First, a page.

Thursday, September 5, 2013

Portrait of Woman in Ink: A Tattoo Storybook by Kelly I. Hitchcock

 





Twelve women, twelve tattoos, and a narrative thread that weaves them all together, Portrait of Woman in Ink: A Tattoo Storybook is a collection of stories that answers that lingering question in the back of your mind when you see an inked woman: what does your tattoo mean (or perhaps – what were you thinking)? From a parent’s suicide to the birth of an unlikely child, the stories behind why women tattoo themselves are literally worn on (and sometimes under) their sleeves, and retold on these pages.

Complete with artwork from the original tattoo artists and a foreword by Dr. Marta Vicente, one of academia’s foremost voices in Women’s Studies, this series of literary vignettes celebrates real, everyday women and their tattoos that, while they may seem insignificant at the time, are a symbol of the larger struggles and triumphs that make them who they are. These stories explore the idea of tattoos bringing together women from different worlds, and teaching them how these worlds might not be as far apart as they think.

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Paperback and Nook in the works
 
 
 

Megan ducked under the branches of the bare trees that led to the clearing where she’d snuck off to smoke (off and on) since she was sixteen years old.  She spotted the tree she’d carved MEGAN & ANNA BFF in twenty years ago and leaned up against it, letting out a big sigh.  She reached in her pocket to pull out a fresh Marlboro light, sticking it between her lips and digging around for her lighter in a fit of frustration.  Everything was supposed to be perfect on Nathan’s first day home, but she couldn’t help feeling like she had ruined everything, especially the stupid green bean casserole.  If only she’d learned to like it, maybe he would have eaten it and realized that now he was in a safe place, back in the house he grew up in with the family he grew up with.  Did he even recognize them?  She stopped herself and took a deep breath, trying to remember what her old counselor had told her about refuting irrational thoughts.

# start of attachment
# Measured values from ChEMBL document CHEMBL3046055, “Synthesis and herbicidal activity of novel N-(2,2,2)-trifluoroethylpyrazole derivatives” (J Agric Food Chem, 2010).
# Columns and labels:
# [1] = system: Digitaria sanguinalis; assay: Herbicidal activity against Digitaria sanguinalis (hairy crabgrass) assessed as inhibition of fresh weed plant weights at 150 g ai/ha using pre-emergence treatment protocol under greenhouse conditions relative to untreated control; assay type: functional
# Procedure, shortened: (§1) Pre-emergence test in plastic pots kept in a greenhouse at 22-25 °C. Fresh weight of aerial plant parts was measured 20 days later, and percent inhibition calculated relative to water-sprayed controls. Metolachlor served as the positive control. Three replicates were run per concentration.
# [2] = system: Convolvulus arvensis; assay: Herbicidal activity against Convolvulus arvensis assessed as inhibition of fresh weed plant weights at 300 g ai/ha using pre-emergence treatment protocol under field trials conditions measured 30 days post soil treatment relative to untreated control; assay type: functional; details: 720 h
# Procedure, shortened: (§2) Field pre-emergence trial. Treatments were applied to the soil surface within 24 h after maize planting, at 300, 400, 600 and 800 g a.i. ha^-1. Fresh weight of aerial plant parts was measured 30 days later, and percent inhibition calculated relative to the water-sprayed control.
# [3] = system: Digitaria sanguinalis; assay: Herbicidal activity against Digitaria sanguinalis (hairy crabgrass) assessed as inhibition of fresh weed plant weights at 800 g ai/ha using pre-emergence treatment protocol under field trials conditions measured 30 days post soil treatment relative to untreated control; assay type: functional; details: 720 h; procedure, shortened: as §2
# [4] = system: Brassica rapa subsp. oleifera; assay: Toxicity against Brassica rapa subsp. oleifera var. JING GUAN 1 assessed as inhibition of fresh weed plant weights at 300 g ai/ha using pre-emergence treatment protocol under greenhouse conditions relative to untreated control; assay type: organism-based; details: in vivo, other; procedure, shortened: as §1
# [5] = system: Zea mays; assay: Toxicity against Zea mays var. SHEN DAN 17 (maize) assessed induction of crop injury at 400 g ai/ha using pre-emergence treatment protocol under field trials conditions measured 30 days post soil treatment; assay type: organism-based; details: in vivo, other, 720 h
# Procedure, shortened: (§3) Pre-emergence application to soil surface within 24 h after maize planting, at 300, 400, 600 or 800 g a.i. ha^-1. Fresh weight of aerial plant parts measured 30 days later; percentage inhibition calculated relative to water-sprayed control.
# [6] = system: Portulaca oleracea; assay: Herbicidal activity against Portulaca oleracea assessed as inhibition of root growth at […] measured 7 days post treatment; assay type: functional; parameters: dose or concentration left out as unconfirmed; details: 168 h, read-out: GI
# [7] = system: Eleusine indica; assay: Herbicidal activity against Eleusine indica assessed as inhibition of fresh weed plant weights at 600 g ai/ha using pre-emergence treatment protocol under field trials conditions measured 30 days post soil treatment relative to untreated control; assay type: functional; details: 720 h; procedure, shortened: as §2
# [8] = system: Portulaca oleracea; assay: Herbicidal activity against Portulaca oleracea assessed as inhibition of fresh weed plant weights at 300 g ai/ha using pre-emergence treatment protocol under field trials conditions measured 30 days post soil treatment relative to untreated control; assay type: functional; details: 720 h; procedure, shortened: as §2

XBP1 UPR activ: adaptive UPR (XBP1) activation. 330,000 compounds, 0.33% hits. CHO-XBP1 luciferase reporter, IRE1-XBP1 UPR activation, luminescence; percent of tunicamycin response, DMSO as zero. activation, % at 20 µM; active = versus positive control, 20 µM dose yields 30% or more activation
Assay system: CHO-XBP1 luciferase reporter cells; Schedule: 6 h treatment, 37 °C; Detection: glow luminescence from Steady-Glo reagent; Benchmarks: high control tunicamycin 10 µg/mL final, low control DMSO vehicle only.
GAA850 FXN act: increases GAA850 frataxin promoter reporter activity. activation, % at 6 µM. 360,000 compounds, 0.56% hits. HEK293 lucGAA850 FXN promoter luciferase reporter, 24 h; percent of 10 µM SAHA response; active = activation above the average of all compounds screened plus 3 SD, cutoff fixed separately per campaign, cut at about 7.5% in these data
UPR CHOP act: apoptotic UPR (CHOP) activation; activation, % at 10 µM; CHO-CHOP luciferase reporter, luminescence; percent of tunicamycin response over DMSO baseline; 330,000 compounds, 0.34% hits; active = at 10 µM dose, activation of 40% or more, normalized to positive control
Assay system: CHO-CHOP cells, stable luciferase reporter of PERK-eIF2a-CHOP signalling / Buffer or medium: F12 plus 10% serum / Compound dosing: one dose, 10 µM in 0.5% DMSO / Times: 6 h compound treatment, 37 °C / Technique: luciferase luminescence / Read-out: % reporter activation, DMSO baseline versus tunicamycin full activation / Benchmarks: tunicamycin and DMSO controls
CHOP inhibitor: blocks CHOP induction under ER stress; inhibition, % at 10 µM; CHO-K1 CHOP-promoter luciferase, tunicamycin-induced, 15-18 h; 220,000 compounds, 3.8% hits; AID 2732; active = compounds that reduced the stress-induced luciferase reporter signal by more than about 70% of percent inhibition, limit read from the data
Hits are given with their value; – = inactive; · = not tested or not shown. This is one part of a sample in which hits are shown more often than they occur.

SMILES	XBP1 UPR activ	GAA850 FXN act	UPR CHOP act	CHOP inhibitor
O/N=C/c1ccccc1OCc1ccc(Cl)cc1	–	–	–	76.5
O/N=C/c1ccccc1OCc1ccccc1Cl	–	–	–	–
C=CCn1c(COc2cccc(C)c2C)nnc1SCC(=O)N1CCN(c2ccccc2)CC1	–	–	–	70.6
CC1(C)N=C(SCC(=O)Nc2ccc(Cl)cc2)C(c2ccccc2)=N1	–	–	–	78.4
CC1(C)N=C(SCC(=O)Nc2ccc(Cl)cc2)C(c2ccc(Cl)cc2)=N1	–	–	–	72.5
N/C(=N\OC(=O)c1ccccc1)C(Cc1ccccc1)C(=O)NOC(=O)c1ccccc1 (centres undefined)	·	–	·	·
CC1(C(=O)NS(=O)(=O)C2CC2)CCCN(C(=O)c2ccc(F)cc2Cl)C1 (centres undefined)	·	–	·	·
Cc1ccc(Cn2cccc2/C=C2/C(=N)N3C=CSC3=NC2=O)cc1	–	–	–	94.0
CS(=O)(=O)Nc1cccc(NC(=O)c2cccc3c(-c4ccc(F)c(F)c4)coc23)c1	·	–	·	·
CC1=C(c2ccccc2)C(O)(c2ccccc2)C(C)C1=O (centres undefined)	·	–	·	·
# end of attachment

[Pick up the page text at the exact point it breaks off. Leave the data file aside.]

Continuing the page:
She continued foraging through her pockets long after she realized she’d left the lighter in her purse, back in the house.  She murmured an almost-silent “fuck” to herself and then shrieked in horror as a hand with a lighter reached over her left shoulder.  She jumped around to face her brother Nathan, who was actively shushing her screams.
“Shhh, shhh.  It’s me, Megan.  It’s me.”
“Jesus fucking Christ, Nathan,” Megan cried breathlessly, “I didn’t even hear you crunch the leaves.”
“I’m sorry,” he said, putting his hand on her heaving shoulder, reaching out again with the lighter.  “Force of habit.  You were needing this?”
Megan angrily took the lighter and lit her cigarette with her shaking hands, letting out a thick, smoke-filled sigh as the nicotine coursed through her airways straight to her frazzled nerves.
“You’re still pulling this shit?” Nathan asked, crossing his thick arms over his broad chest.
Megan rolled her eyes and stared at her feet.  “I know, right?  Thirty-one years old and I’m still sneaking off to smoke so Mom and Dad won’t find out.  Pathetic.”